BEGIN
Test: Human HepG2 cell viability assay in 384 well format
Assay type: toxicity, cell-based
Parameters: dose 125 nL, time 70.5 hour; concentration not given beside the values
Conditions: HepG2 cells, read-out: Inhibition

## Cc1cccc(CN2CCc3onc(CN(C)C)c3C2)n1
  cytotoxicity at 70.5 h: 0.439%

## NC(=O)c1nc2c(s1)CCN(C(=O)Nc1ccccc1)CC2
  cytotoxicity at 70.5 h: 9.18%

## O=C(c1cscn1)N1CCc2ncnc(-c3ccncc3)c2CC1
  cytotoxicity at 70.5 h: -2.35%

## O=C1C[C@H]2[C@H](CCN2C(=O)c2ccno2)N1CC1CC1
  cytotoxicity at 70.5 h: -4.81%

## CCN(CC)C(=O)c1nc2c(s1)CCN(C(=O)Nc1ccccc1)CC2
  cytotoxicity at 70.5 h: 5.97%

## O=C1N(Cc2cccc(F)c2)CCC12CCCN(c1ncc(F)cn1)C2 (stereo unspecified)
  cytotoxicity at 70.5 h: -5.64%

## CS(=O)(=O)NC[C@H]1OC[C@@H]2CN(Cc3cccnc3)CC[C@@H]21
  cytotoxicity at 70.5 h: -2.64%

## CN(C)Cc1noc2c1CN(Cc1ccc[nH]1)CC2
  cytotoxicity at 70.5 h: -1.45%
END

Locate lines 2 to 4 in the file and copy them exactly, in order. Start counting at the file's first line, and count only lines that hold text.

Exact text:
Assay type: toxicity, cell-based
Parameters: dose 125 nL, time 70.5 hour; concentration not given beside the values
Conditions: HepG2 cells, read-out: Inhibition